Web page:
10 During the tenancy Rent and other costs What are my rights and responsibilities during the tenancy? All tenants and lessors/agents are bound to comply with the law. Both you and the lessor/agent have rights and responsibilities during the tenancy. For a list of the rights and responsibilities of both parties refer to the table on page 5 of this booklet. This section will help you to understand some of your important rights and responsibilities during the tenancy. Ongoing costs checklist While you re renting, the main costs you need to budget for include: q rent payments (these are regular on-going payments, usually weekly or fortnightly) q services connected to the premises like gas, electricity and telephone (apart from regular payments, there may be one-off connection fees and security deposits to pay for) q other costs written into your tenancy agreement (for example, refer to page 11 Can I be charged for water? and What if I m sharing an electricity or gas meter and there s only one bill? ), and q any repairs to the premises you may be liable for, for example, if you accidentally break a window. Who pays for insurance? The lessor must pay for the rates and is responsible for insurance for the premises (that is, insurance for the building, but not for your belongings). If you want protection for your belongings you will need to take out contents insurance (a once a year or month-by-month payment to cover the cost of your belongings if they re stolen or damaged). How do I pay the rent? At the start of the tenancy you and the lessor/agent should have discussed how you would pay your rent (this information should be documented in your tenancy agreement). You must pay your rent in the way stated in the tenancy agreement. If your tenancy agreement does not include this information then you must pay your rent in one of the approved ways (listed in the table to the right). Responsibilities for paying the rent How the rent will be paid * If the lessor/agent wants you to pay rent by a way not listed in the Act (e.g. rent card), then two other rent payment options that are listed in the Act (such as cash or cheque) must be offered as well. Examples You must pay your rent as stated in the tenancy agreement. If your tenancy agreement doesn t include that information there are approved ways you can pay the rent including: cash cheque deposit to a financial institution account nominated by lessor credit card EFTPOS deduction from your pay or pension, or in any way that you and the lessor/agent agree to*. Late paying your rent? Refer to page 17 What if I don t pay my rent on time and I get a Notice to Remedy Breach (Form 11)? Where the rent will be paid How often the rent will be paid Your tenancy agreement might give you the options to pay the rent by cheque at the agent s office or direct deposit into a nominated bank account. Your tenancy agreement might say you have to pay rent every second Friday. 10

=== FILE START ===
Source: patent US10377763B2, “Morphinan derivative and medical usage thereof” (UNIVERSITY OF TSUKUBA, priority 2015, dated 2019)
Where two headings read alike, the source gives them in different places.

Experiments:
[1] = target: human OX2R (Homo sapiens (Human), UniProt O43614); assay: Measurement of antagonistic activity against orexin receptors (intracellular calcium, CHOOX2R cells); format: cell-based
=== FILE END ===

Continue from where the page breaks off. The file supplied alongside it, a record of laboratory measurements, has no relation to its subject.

11 During the tenancy Rent and other costs You and the lessor/agent should agree on how, when and how often the rent will be paid. This information should be included in your tenancy agreement. Once you have an agreement about how to pay rent, it cannot be changed for the duration of the tenancy agreement unless both you and the lessor/agent agree to the change in writing. What if I pay my rent electronically? If your agreement is to pay your rent electronically (for example, direct deposit) make sure you pay the rent as stated in the tenancy agreement. For example, if the tenancy agreement says rent to be paid every second Saturday, your payment must be made on that day to meet the terms of the agreement (you may need to allow for processing time). You should be clear about this with the lessor/agent at the start of the tenancy. If you re paying your rent by direct debit, always make sure you have sufficient funds available, otherwise you could end up in rent arrears and you might have to pay bank charges/fees. Should I be getting rent receipts? Rent receipts are your proof you ve paid the rent keep them in a safe place. The lessor/ agent must give you a receipt if: you pay your rent in cash, or if you pay by cheque and you ask for a receipt. If you pay rent some other way (like direct deposit from your bank account), you won t normally get a receipt for the money (but the transaction will appear on your bank statements). The lessor/agent must keep a record of the rent you pay, and you can ask for a copy of the rent record at any time. If you ask for a copy of your rent record, the lessor/agent must give it to you within 7 days. Can I be charged for water? Lessors are able to pass on the full water consumption costs to tenants: BUT ONLY IF: the rental premises are individually metered (or water is delivered by vehicle), and the tenancy agreement states the tenant must pay for water consumption, and the rental premises are water efficient. If the premises are not water efficient, but the other two conditions are met, the lessor can charge you for water consumption that exceeds a reasonable amount. At the start of the tenancy, you and the lessor/agent should agree about water charging. If the lessor/agent intends to charge you for your full water consumption make sure you read the Water Charging fact sheet to find out about ALL the rules before they can do this. If they are only charging you for part of the water consumption, include the water charging arrangements as a special term in the tenancy agreement, including the amount of water both you and the lessor agree to pay for. Fact sheet For more information about Water Charging, look at the fact sheet on the RTA website or call the RTA. If you and the lessor/agent disagree about water charges, refer to pages What if I m sharing an electricity or gas meter and there s only one bill? If you rent a unit or flat, sometimes there is only one meter recording the entire building s use of a service (such as electricity), instead of everyone having their own meter. If this is the case, the supply company will probably only send out one bill for the entire building s use of that service. If this happens, your tenancy agreement must show how your share of the bill will be worked out. However, this doesn t apply to water charges where the premises must be individually metered before costs can be passed on to you. 11